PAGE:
try to write about what’s going on without talking about yourself

Trees miss their blossoms in the winter.
It gets dark. It gets cold. The nights are inconceivably long. The sunlight barely shines through the overcast greys.

And weeds grow.
They start growing where there used to be daisies and daffodils.
The weeds can tough it out.
The daisies can’t.
They wilt at the first frost.

But weeds can bear flowers too. Unexpected and hardy.
A flourish of colour amidst the gloom.

Weeds accompany the trees through their harsh winter.
Console them,
and offer them their own flowers as compensation.
It’ll never be quite as brilliant as a spring in full bloom,
but it’s something to cling on to.

The winter will drag on forever.
But the trees are patient.
Their blossoms will return.
When the moon and the sun
decide it’s so.

Uprooted

I wrote this back in November. I realise the locations may give away my identity, in a blog that I’ve tried to keep largely anonymous, but they were important to keep in there.

I didn’t know what it meant to feel “at home” until I was made to live without it.
I thought home was a solid thing. A permanent feature. Something you could go back to and instantly know your place.

The UK. The North East. My parents’ house. My room.
Lyme Regis. The cobb and the sea front. The Royal Standard.
Cardiff. The village. The view of the mountains.
Home.

But it’s not just that at all, is it?

When you’re home, you feel rooted to the earth. You are part of that place you’ve always been and it is a part of you. Especially if you’ve never left.

I feel uprooted.
I feel that everything I knew has been unearthed and upended.
And there’s fuck all you can do with that.
You can’t re-plant a whole fucking tree.
The ground shifts and changes. New plants start growing in the hole you left, and there’s no space for you anymore.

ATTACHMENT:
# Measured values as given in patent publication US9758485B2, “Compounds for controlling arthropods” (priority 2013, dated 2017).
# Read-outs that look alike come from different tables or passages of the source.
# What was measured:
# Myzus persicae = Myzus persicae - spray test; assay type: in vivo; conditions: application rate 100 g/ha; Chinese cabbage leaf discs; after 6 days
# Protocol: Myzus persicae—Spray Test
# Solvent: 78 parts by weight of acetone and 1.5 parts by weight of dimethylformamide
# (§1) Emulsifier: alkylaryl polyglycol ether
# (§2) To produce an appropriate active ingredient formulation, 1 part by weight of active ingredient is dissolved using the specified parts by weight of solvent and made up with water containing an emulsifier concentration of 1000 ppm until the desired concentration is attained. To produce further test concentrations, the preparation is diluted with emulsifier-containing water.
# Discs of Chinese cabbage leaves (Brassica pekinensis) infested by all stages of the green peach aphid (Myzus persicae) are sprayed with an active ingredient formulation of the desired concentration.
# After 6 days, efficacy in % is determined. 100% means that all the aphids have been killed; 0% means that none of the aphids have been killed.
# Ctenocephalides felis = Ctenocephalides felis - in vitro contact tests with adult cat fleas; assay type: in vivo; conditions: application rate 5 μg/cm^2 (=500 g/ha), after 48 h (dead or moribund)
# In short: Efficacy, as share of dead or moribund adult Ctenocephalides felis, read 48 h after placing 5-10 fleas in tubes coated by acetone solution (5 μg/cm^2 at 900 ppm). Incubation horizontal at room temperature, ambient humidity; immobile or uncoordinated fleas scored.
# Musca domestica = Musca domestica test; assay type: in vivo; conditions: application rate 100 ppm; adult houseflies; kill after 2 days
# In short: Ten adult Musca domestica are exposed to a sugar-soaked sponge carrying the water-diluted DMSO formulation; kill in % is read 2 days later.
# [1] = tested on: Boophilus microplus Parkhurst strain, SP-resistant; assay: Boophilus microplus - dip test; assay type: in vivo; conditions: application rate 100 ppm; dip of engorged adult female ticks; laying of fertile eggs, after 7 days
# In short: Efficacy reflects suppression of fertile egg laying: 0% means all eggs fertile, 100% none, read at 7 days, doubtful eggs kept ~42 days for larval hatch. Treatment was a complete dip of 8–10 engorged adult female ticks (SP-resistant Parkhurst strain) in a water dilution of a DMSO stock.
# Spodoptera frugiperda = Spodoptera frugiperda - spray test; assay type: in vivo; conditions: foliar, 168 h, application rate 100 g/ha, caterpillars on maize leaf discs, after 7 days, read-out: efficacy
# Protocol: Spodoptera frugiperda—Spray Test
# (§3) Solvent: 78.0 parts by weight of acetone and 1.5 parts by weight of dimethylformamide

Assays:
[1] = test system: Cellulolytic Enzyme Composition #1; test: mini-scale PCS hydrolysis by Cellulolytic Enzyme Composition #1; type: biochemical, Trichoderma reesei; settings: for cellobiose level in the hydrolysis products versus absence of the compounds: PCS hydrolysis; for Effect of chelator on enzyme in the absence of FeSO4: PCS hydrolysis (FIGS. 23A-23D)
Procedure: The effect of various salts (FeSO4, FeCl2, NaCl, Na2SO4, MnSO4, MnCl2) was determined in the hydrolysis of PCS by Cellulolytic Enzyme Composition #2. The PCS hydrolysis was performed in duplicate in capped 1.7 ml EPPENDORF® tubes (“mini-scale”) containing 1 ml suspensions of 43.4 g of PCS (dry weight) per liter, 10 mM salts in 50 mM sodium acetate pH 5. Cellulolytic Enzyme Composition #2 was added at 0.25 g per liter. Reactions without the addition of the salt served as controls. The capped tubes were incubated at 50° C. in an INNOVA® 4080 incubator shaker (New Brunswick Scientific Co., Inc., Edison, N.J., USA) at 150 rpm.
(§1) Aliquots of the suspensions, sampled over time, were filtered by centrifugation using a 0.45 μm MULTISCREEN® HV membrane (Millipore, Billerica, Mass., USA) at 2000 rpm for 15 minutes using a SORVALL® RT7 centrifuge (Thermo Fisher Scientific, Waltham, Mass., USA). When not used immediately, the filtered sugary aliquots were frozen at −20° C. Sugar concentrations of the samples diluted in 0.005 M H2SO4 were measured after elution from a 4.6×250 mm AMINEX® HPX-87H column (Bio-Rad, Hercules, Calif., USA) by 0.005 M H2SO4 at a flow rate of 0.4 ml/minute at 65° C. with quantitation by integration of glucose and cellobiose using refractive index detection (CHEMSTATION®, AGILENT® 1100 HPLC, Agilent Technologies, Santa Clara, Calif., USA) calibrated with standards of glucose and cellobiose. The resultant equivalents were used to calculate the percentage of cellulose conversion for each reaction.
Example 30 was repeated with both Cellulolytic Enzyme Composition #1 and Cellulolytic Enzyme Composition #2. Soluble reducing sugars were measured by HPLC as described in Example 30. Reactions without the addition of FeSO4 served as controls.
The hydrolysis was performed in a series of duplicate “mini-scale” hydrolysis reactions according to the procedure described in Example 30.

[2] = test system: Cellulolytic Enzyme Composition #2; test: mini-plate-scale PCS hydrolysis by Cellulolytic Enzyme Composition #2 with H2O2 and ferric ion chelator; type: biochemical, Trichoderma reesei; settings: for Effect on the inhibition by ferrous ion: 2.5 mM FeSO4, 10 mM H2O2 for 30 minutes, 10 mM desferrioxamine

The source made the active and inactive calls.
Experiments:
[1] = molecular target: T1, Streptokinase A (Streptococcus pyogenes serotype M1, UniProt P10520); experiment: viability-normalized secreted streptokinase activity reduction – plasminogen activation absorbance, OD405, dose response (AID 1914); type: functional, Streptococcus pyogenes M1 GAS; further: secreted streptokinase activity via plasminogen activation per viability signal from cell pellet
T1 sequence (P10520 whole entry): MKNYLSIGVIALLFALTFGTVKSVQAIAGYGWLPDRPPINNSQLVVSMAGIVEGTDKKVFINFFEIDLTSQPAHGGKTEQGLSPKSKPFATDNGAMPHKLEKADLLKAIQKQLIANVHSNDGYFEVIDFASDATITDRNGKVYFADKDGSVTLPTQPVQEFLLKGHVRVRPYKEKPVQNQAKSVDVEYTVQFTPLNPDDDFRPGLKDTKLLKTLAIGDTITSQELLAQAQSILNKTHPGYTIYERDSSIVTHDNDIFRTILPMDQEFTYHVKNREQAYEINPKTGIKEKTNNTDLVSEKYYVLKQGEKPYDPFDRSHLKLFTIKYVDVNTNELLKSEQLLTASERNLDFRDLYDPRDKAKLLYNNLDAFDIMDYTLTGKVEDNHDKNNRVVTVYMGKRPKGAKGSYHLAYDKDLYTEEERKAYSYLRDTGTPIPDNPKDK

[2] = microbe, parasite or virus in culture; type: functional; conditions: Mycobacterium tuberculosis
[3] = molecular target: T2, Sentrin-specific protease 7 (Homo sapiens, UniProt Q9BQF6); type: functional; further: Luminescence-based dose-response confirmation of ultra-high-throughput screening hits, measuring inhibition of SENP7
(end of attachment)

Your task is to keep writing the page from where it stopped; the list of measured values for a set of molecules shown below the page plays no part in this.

So, what? Plant a new tree? A new kind of tree, in a new kind of soil?
Maybe.

I think I’ve realised that home grows with you, like tree rings round an oak. Who you are is buried in layers beneath you, absorbed into you from the environment you grew up in.

But, you move yourself and your tree of home across continents and nothing is familiar.
The tree rings inside you aren’t mirrored in the trees you find here. And you become acutely aware that this is not your home.

You haven’t heard seagulls in months.
There are few, if any, familiar accents.
The nights aren’t getting darker.
Nobody is complaining about the weather, or politics.
And you miss that.

It’s not rained in weeks.
You haven’t heard folk music in 5 months.
Or smelt the smell of pubs.
Or had a hug from an old friend – someone who’s loved you for years and been through some dark shit with you.
You don’t know the city like the back of your hand, all the cool bars and side-streets and markets and coffee shops.

Nothing is familiar and this is not your home.
And yet.

And yet, I think being homesick is more than just being away from home. It’s being away from everything that makes up the tapestry of who you are. It feels like you’ve been stripped bare and left naked.

And who are you if you’re not the girl with the two awesome feminist best friends just down the road from you?
Who are you if you’re not the girl who confidently strides into a dance class half-way through and takes her place on the floor because she knows her place?
Who are you if you’re not the girl who spends her summers camping at folk festivals? Or going to tiny folk gigs in the village?
Or the girl who single-handedly set up the Duke of Edinburgh award in her old school, and led expeditions in the beautiful countryside?

Who are you if you can’t step out of the door and be in the Welsh mountains in a matter of minutes?

Who are you anymore if you no longer have all the thing that anchor you?
Floating, adrift.

I no longer feel like a tapestry.
I feel like a vast and blank canvas.